Data analysis

Caesarean section rates were calculated for each neighbourhood income quintile. Given that maternal age has a strong independent relationship to the odds of having a caesarean section and that higher-income mothers tend to be older, age-standardized rates were also calculated for each quintile. The standard population used in this calculation was all Canadian residents who gave birth in Canadian hospitals between April 1, 2002 and March 31, 2003.

Separate analyses were performed for all deliveries and for deliveries by patients residing in urban areas only. Using data for urban areas only minimizes potential socio-economic misclassification (Willkins 2004), and as such we focus on these results in this paper.


Currently, more than one in five births in Canada are delivered by caesarean section. Rates vary across the country (from 15% to 33% by health region in 2002-03), but the national rate has been rising since the mid-1990s (Canadian Institute for Health Information 2005). As Figure 1 shows, Canada's caesarean section rate grew by six percentage points (from 17.7% to 23.7%) between 1992-93 and 2002-03. Increases in the rate of primary caesarean sections and a decline in the rate at which women deliver vaginally following previous caesarean section births both contributed to this trend (Canadian Institute for Health Information 2004).

As in other countries, caesarean section rates are higher for older mothers. Urban mothers younger than 19 years of age had a 14% caesarean section rate in 2002-03; the rate for those 40 years of age or older was 38% (see Figure 2). Younger mothers were also more likely to live in low-income neighbourhoods. Two in five of those younger than 19 years (41%) lived in areas ranked in the bottom fifth of the income distribution. The rate for older mothers was much less - only 19% of new mothers 40 years or age or older lived in the lowest-income neighbourhoods.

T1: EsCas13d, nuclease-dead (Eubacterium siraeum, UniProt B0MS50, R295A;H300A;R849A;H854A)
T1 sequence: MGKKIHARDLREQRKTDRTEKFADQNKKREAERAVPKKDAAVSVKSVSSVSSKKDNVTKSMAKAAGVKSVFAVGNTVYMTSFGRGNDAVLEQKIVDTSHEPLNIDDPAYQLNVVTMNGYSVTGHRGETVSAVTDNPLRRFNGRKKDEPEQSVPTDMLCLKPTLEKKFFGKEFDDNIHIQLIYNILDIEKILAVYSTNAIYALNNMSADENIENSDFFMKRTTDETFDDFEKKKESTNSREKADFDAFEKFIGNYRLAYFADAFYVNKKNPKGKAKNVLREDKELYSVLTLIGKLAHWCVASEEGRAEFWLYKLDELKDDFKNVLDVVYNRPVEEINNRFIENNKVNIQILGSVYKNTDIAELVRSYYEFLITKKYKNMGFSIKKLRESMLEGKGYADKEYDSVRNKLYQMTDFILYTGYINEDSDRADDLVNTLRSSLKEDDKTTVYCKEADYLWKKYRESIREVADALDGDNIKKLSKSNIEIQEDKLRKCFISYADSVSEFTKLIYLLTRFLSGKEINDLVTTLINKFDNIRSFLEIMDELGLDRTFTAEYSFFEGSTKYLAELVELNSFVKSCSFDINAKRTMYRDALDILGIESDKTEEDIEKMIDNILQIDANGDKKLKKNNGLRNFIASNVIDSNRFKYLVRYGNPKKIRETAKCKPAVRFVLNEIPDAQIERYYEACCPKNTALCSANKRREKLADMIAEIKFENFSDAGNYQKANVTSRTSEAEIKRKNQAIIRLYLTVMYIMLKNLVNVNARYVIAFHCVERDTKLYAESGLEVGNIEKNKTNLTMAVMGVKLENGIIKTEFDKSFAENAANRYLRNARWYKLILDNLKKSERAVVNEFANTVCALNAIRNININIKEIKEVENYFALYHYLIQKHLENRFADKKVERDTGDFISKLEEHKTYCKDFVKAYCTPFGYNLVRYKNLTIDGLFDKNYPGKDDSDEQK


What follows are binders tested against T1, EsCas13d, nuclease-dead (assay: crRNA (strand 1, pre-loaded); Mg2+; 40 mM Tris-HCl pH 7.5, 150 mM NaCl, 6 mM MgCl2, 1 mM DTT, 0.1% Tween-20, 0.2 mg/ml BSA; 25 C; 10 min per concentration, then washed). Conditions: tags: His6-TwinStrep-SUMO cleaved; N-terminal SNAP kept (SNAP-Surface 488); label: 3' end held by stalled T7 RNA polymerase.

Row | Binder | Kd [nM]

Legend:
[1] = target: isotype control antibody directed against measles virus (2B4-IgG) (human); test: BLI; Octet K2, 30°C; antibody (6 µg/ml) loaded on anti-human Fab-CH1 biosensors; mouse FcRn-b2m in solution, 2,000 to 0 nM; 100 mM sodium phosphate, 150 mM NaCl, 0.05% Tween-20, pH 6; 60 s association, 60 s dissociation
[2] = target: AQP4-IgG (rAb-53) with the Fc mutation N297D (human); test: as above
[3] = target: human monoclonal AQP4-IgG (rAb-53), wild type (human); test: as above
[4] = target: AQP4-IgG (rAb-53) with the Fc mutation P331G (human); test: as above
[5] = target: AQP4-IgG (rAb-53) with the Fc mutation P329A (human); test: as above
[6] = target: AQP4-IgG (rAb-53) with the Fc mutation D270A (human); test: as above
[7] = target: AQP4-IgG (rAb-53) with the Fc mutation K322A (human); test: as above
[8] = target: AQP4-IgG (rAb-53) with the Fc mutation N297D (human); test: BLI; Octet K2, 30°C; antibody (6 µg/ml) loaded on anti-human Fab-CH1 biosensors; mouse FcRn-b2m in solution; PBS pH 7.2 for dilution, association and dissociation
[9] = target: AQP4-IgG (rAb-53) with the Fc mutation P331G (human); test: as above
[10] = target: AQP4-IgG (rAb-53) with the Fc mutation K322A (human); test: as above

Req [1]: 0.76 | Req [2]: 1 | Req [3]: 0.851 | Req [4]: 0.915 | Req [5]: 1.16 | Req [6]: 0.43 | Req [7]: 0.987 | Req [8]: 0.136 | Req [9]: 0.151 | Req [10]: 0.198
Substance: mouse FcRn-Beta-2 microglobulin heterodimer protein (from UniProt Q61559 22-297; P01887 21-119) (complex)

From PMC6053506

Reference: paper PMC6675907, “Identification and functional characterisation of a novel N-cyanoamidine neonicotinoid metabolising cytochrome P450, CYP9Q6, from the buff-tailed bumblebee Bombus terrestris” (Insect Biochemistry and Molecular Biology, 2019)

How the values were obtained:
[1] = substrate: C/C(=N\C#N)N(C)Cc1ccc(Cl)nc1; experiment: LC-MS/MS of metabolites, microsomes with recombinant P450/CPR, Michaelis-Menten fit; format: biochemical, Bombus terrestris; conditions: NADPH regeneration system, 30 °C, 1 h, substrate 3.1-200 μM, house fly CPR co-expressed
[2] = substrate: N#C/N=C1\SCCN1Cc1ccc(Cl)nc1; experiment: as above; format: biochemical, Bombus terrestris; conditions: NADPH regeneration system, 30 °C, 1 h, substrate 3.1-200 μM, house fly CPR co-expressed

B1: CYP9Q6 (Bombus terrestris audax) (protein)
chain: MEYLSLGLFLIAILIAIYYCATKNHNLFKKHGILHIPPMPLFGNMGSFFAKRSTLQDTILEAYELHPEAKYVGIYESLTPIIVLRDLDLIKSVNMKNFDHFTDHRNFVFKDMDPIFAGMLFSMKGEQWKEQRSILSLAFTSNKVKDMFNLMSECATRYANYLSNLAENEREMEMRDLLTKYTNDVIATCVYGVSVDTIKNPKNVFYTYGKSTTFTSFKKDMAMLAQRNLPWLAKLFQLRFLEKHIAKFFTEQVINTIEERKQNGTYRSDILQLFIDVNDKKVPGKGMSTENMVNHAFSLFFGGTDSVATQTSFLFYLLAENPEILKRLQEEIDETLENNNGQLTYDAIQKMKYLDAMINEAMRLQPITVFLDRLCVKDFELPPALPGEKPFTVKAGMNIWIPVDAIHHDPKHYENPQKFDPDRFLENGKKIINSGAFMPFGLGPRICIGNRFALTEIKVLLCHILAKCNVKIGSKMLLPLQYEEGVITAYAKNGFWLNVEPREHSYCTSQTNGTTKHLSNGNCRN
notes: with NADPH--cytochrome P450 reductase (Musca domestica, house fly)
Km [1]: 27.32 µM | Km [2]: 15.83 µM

This finding emphasizes the importance of taking age profiles into account in analyses of the relationship between socio-economic status and caesarean section rates. In fact, women in the lowest-income urban neighbourhoods had lower crude caesarean section rates in 2002-03 (see Figure 3). However, when adjusted for age, this relationship reversed. Based on this analysis, women living in the lowest-income areas were significantly more likely to have caesarean deliveries (24.9% rate for areas in the lowest-income quintile) than those in the most prosperous areas (23.3% rate in the highest-income quintile neighbourhoods) (p<0.05). A similar trend was found when rural areas were included in the analysis.


While Canadian data do not distinguish between elective and medically indicated delivery procedures, analysis of Canadian hospital data for 2002-03 does not support widespread "too posh to push" concerns. After adjusting for maternal age, women in Canada's highest-income urban neighbourhoods are significantly less likely to have caesarean sections than those in the lowest-income areas.

About the Author(s)

Kira Leeb
Manager, Health Services Research, Canadian Institute of Health Information

Akerke Baibergenova
Senior Analyst, Health Services Research, Canadian Institute of Health Information

Eugene Wen
Senior Methodologist, Research and Indicator Development,
Canadian Institute of Health Information

Greg Webster
Director, Research and Indicator Development,
Canadian Institute of Health Information

Jennifer Zelmer
Vice-President, Research and Analysis, Canadian Institute of Health Information

Contact Information: Kira Leeb, Manager, HSR, CIHI, 90 Eglinton Avenue East, Suite 300, Toronto, Ontario (